We’ve put on multi factor authentication, but they get locked out. And they get locked out in actually pretty high numbers. And so, we said, hey, can we use NameTag to verify who those customers are when they call and they want to access their account and their other methods aren’t working? We said, oh, that’s kind of a really interesting scenario.
It was sort of focused on the help desk. It’s focused on those customer support scenarios. And we did and we started doing that. And, you know, they’ve had amazing things. HubSpot, it’s now really cool. It’s kind of in their product. It’s now fully automated. So, if you can just simply click and say, I’m locked out.
You don’t actually have to call customer support anymore. You can go through a nametag flow and kind of reset your credentials or your access. And that took us into this really interesting space with a bunch of other really big companies that also had their customer accounts that they needed to protect.
And then we had one customer actually was really interesting. Another really big social media platform that said, hey, we’re actually worried about our employees. We’re worried about our workforce, because people are calling the helpdesk, pretending to be an employee, and they’re trying to take over an employee’s account, because if they do that, they sort of get the keys to the kingdom, so to speak, and can go cause a lot of havoc, you know, ransomware, data breaches, and other things.
And so, we helped them create this really interesting way to solve that using this sort of nametag solution that we had. And then late August happened. And in late August you might remember sort of MGM became very well-known because some bad actor went on LinkedIn, spent a few minutes, researched an employee, called the MGM help desk and sort of social engineered their way in.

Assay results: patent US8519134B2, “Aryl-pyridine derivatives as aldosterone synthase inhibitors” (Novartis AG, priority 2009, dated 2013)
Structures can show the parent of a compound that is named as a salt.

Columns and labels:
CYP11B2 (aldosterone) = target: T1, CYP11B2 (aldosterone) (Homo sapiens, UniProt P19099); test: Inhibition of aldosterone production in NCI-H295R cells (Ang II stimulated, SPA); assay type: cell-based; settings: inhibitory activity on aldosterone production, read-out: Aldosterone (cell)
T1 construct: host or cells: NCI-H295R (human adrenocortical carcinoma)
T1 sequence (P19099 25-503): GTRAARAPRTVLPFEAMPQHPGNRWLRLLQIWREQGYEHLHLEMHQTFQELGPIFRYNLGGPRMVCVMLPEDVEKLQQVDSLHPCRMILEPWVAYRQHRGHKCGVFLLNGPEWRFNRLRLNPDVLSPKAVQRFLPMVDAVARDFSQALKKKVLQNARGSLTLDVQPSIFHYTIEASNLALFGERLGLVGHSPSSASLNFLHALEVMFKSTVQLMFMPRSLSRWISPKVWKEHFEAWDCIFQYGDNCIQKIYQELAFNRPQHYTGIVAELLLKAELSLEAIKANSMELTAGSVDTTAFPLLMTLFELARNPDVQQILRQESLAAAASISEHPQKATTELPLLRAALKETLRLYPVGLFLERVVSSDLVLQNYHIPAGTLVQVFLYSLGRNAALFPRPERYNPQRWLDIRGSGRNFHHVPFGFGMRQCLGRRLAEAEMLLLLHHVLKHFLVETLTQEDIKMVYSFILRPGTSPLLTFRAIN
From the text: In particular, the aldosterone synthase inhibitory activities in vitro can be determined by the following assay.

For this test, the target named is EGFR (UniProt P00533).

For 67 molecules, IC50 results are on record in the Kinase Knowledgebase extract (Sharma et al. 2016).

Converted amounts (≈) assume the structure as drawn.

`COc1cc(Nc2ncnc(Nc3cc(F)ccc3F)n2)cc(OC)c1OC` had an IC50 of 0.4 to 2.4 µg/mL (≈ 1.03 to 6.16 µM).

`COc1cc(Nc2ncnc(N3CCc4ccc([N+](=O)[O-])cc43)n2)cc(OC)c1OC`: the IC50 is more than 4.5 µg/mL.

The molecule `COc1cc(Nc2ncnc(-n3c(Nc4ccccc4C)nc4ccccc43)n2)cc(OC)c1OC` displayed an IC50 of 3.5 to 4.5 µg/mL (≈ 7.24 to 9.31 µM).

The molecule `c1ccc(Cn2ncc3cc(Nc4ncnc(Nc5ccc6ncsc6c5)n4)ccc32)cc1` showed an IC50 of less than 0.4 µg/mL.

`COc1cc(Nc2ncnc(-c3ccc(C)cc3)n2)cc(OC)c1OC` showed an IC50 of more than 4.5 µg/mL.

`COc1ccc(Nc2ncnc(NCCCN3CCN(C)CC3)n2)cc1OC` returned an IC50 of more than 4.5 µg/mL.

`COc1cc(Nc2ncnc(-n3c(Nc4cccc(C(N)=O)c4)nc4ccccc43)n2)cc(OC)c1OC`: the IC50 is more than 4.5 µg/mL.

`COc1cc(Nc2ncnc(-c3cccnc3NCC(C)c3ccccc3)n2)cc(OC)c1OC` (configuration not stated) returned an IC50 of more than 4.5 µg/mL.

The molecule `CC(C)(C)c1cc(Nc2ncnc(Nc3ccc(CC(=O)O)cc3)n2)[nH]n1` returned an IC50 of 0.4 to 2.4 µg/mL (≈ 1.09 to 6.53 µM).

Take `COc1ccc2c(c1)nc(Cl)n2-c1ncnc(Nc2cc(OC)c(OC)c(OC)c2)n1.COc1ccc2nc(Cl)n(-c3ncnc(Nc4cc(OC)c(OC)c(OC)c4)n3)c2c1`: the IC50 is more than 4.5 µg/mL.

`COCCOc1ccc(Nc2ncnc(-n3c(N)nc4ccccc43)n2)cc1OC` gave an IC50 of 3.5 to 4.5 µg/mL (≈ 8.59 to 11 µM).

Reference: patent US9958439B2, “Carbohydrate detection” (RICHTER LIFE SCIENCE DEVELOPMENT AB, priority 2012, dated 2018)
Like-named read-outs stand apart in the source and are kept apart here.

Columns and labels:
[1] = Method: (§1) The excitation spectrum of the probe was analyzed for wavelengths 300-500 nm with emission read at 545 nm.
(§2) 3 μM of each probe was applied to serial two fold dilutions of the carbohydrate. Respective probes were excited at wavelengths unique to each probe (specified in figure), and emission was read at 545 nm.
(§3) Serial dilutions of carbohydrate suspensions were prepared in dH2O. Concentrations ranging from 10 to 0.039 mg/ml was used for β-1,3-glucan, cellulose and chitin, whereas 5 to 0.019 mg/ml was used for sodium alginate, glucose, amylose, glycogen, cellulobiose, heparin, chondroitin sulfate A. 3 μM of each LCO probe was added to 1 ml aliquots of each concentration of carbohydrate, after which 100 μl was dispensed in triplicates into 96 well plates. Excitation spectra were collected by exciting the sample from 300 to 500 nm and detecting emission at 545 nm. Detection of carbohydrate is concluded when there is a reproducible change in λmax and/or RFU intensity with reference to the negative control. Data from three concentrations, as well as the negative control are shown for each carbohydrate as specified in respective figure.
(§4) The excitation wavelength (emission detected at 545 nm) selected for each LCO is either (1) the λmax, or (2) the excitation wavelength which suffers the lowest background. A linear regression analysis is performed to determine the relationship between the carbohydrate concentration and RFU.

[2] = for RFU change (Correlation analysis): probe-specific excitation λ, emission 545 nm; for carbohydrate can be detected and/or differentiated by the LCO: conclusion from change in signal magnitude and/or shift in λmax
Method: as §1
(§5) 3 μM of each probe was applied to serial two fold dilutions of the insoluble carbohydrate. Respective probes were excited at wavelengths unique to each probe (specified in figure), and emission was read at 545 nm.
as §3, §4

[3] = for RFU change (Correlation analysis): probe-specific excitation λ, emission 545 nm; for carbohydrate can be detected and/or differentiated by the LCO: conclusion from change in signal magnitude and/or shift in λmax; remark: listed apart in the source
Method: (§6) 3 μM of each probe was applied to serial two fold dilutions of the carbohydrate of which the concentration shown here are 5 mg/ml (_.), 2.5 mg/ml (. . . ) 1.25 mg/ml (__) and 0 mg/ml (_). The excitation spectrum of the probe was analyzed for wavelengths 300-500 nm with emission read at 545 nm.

And then it turns out that happened to Clorox and MGM Caesars and now hundreds of other companies in just the last few months. And so, we’re able to use that concept of listening, right, where someone gave us a really good insight and said, how can we adjust our product to solve a problem that coincidentally is now a problem a lot of people and a lot of companies are facing.
Brian Thomas: Yeah, absolutely. And I love that that you’ve you got down to business to help these customers out with the problems they were having. But yeah, the social engineering is gone to a whole new level. It’s just crazy what people are doing to get in and get a compromise account. So, appreciate the share really, really do.
And Aaron switching gears. Let’s talk about You know, your identity verification here, you’ve chosen to focus on a pretty unique angle when it comes to identity verification, social engineering attacks, and protecting employee help desk. Why this focus?
Aaron Painter: It felt like the way we could have the most impact.
I, I, fundamentally we have all these great new innovations in technology, and yet we’re still using things like security questions when somebody calls and says they’re locked out. And it’s become sort of the ultimate backdoor. And frankly, following this MGM and Clorox and other hacks, this one particular group and others that are following them they’re using this to such a degree that it’s become an epidemic.